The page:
Technology today runs our lives. From our e-mail to Facebooks, Twitters, LinkdIns and everything in between. It’s hard now to imagine a time before being plugged in was essential. It can be difficult to remember that not too long ago, people sent each other real paper mail and called each other when they needed to talk. As society switches to a more technology based way of living more and more people have questioned the way in which people choose to connect. Contentedness and the desire to interact with others is human nature, and previous to the age of computers and social networking sites, getting “close” to somebody was done via face-to-face interactions, or at the very least, a phone call. But now, with the popularity of social networking sites, such as Facebook, has the way in which we connect changed, or just the medium through which we do so? Furthermore, if social networking online does affect our actual social habits, is this effect adverse?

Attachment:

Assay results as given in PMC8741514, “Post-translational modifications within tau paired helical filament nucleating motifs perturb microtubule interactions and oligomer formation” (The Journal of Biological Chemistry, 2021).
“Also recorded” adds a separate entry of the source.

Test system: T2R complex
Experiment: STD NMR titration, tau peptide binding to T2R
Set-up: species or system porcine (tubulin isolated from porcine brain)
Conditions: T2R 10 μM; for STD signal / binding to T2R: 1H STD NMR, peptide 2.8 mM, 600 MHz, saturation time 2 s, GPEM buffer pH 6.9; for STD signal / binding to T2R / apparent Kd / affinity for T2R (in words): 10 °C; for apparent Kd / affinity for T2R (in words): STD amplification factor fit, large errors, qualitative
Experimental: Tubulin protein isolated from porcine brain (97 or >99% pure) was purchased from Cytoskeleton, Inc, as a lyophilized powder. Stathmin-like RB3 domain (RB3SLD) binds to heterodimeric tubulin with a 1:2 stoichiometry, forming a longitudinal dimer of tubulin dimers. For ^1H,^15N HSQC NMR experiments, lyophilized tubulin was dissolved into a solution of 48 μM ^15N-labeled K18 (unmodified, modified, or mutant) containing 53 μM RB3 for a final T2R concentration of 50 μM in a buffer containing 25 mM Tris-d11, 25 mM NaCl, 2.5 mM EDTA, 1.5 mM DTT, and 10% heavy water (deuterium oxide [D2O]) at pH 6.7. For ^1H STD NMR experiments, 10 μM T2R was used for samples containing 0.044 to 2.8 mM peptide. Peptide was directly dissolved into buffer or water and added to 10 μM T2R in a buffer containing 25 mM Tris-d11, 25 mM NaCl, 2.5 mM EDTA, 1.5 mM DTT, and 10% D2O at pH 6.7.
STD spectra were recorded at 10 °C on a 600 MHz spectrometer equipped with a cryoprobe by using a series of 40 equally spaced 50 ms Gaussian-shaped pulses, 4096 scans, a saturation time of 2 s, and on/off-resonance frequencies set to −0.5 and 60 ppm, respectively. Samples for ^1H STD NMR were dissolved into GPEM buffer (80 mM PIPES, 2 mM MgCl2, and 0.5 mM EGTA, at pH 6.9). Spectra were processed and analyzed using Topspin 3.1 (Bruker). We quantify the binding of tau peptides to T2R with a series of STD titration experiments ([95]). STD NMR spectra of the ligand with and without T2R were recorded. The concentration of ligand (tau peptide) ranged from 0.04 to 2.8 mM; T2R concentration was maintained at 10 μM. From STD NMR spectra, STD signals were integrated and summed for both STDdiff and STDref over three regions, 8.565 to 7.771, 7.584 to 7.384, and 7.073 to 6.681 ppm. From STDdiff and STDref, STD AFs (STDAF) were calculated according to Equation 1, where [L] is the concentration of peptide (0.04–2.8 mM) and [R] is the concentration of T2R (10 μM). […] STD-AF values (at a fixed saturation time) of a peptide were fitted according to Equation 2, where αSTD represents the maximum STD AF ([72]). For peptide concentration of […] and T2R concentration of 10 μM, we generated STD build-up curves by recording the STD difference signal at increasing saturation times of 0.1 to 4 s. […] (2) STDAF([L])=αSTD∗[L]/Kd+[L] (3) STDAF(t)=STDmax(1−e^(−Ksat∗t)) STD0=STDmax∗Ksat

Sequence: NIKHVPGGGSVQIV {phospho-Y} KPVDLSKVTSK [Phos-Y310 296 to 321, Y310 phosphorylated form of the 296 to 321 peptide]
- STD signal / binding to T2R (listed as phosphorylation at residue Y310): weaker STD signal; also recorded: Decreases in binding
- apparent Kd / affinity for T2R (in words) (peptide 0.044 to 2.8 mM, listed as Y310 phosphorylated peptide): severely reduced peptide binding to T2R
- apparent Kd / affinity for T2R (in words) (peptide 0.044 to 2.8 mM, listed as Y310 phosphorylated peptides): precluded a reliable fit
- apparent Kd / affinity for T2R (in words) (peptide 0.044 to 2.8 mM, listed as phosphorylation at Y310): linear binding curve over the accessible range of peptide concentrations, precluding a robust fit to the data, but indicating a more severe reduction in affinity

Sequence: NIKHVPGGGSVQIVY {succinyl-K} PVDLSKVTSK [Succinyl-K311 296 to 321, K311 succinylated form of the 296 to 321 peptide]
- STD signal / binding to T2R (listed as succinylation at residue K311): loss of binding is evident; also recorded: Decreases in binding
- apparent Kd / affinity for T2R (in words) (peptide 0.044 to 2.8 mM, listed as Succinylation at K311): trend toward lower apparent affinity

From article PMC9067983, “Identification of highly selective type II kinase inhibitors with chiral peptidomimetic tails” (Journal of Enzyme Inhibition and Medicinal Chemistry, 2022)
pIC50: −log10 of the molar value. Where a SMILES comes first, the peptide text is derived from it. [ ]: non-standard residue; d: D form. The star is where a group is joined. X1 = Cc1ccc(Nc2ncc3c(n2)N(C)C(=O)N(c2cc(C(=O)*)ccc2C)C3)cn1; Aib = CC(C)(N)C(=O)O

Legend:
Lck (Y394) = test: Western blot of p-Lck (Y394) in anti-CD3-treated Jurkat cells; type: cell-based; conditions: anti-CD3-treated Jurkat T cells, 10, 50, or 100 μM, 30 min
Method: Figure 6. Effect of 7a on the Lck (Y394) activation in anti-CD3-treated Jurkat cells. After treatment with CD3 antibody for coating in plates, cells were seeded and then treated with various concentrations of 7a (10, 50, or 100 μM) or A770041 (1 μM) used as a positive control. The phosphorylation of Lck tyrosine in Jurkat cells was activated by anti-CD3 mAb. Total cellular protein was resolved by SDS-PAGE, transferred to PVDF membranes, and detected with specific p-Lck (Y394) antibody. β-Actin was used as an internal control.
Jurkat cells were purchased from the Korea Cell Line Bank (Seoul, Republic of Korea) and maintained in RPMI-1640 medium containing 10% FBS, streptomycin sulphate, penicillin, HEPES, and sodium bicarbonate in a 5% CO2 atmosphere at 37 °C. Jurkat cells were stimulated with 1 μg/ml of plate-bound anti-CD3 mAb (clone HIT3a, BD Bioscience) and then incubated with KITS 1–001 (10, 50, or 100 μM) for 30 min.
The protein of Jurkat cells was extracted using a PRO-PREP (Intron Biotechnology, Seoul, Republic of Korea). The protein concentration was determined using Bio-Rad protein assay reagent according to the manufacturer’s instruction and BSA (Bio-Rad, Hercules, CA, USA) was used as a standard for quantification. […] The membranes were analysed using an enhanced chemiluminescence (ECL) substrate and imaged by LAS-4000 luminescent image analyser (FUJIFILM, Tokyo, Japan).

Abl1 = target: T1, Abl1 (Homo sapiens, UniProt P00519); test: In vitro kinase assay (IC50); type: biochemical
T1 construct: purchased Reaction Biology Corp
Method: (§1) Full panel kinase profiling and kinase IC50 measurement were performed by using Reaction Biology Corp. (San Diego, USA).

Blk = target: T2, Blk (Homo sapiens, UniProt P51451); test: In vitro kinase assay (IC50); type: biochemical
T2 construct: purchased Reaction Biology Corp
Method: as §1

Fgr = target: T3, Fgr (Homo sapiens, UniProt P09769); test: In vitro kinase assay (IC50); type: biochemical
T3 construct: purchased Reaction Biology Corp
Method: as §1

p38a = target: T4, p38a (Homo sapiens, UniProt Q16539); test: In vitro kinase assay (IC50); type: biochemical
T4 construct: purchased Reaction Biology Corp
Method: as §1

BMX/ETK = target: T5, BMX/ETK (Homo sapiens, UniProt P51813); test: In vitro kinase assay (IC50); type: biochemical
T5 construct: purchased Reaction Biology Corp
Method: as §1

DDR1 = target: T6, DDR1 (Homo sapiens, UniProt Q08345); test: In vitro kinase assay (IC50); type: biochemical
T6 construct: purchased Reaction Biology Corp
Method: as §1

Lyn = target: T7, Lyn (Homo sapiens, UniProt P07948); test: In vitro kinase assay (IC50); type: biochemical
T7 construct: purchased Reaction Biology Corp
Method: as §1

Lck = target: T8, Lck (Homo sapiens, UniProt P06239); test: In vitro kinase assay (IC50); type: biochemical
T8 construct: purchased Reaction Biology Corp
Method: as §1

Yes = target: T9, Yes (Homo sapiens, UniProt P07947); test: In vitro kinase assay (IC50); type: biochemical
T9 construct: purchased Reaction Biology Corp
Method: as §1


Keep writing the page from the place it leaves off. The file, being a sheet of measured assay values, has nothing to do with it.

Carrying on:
The answer to the above questions, many studies have found, is no. Recently, a group of American college students were asked whether they use social networking sites more for social searching or for social browsing (looking up the doings of somebody online that you already know offline versus trying to search for people online to actually meet offline) and the vast majority of people asked said they used sites such as Facebook for social searching. In addition to this study, another one found that 41% of people surveyed used social sites to “keep in touch” as opposed to meet others. Don’t believe me? Check it out here!
This shows that the way in which we socialize has not changed, people are merely utilizing the new resources which are available. Furthermore, people are using the sites to communicate with people they already know, not to meet new people, meaning that people have not lost their innate ability to go out and socialize in person. If we had, how would we meet new people with whom we choose to be friends with on Facebook?
Till next time!